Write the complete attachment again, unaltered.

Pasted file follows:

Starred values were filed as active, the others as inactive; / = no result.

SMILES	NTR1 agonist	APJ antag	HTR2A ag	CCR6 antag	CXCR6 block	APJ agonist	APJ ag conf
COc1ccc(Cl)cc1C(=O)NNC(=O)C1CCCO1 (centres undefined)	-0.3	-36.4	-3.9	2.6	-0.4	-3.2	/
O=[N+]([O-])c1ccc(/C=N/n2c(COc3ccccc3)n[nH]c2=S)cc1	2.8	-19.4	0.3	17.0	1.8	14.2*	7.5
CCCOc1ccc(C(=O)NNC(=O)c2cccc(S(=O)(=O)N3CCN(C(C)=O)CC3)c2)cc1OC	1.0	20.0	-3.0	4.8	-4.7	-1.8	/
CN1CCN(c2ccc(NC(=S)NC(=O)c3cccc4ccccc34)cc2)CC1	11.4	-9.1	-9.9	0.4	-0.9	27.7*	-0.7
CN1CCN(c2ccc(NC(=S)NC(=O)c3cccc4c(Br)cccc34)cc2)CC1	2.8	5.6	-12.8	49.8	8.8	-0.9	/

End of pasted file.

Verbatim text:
Starred values were filed as active, the others as inactive; / = no result.

SMILES	NTR1 agonist	APJ antag	HTR2A ag	CCR6 antag	CXCR6 block	APJ agonist	APJ ag conf
COc1ccc(Cl)cc1C(=O)NNC(=O)C1CCCO1 (centres undefined)	-0.3	-36.4	-3.9	2.6	-0.4	-3.2	/
O=[N+]([O-])c1ccc(/C=N/n2c(COc3ccccc3)n[nH]c2=S)cc1	2.8	-19.4	0.3	17.0	1.8	14.2*	7.5
CCCOc1ccc(C(=O)NNC(=O)c2cccc(S(=O)(=O)N3CCN(C(C)=O)CC3)c2)cc1OC	1.0	20.0	-3.0	4.8	-4.7	-1.8	/
CN1CCN(c2ccc(NC(=S)NC(=O)c3cccc4ccccc34)cc2)CC1	11.4	-9.1	-9.9	0.4	-0.9	27.7*	-0.7
CN1CCN(c2ccc(NC(=S)NC(=O)c3cccc4c(Br)cccc34)cc2)CC1	2.8	5.6	-12.8	49.8	8.8	-0.9	/